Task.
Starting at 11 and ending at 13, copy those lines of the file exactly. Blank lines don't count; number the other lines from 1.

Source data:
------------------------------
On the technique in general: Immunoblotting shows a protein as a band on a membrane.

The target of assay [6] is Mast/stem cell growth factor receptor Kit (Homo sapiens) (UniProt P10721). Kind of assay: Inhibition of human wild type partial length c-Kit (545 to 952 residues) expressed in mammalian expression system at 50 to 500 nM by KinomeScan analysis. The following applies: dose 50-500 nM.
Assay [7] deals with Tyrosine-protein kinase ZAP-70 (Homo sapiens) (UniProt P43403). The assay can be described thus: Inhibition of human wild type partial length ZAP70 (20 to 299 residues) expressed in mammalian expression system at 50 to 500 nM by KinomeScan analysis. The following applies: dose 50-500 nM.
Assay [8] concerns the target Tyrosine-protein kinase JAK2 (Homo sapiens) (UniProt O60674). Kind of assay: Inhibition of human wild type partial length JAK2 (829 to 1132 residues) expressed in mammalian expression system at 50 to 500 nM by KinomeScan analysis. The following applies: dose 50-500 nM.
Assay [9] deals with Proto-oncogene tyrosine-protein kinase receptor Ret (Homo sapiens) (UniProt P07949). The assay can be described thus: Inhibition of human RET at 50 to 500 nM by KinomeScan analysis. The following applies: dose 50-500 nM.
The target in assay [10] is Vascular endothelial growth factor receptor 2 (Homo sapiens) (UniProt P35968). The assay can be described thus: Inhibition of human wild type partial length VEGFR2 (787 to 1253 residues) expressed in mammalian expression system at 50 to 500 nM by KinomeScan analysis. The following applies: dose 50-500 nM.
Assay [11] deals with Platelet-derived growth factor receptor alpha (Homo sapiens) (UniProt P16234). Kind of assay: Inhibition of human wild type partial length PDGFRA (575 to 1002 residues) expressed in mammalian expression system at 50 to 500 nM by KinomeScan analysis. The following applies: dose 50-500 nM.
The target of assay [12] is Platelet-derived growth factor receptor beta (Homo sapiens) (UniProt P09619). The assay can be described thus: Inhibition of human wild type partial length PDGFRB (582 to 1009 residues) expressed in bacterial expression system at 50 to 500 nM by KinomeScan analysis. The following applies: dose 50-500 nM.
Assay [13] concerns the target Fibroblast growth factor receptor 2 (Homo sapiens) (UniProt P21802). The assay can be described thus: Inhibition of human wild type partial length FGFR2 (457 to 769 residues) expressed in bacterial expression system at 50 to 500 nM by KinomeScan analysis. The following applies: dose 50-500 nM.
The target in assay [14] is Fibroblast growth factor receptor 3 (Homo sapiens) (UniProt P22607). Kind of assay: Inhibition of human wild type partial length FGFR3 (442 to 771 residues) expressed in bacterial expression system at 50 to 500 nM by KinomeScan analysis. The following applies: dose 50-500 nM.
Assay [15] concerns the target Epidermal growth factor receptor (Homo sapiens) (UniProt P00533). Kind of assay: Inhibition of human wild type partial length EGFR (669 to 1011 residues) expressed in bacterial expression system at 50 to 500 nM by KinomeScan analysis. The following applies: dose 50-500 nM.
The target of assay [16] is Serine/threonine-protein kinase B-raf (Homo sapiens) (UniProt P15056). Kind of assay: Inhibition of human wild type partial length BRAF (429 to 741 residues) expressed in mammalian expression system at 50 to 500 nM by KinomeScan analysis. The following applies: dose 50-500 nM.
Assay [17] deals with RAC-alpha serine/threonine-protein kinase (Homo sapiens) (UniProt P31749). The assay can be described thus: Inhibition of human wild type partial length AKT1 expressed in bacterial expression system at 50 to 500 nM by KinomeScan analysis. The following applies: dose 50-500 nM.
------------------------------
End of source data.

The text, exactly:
Assay [15] concerns the target Epidermal growth factor receptor (Homo sapiens) (UniProt P00533). Kind of assay: Inhibition of human wild type partial length EGFR (669 to 1011 residues) expressed in bacterial expression system at 50 to 500 nM by KinomeScan analysis. The following applies: dose 50-500 nM.
The target of assay [16] is Serine/threonine-protein kinase B-raf (Homo sapiens) (UniProt P15056). Kind of assay: Inhibition of human wild type partial length BRAF (429 to 741 residues) expressed in mammalian expression system at 50 to 500 nM by KinomeScan analysis. The following applies: dose 50-500 nM.
Assay [17] deals with RAC-alpha serine/threonine-protein kinase (Homo sapiens) (UniProt P31749). The assay can be described thus: Inhibition of human wild type partial length AKT1 expressed in bacterial expression system at 50 to 500 nM by KinomeScan analysis. The following applies: dose 50-500 nM.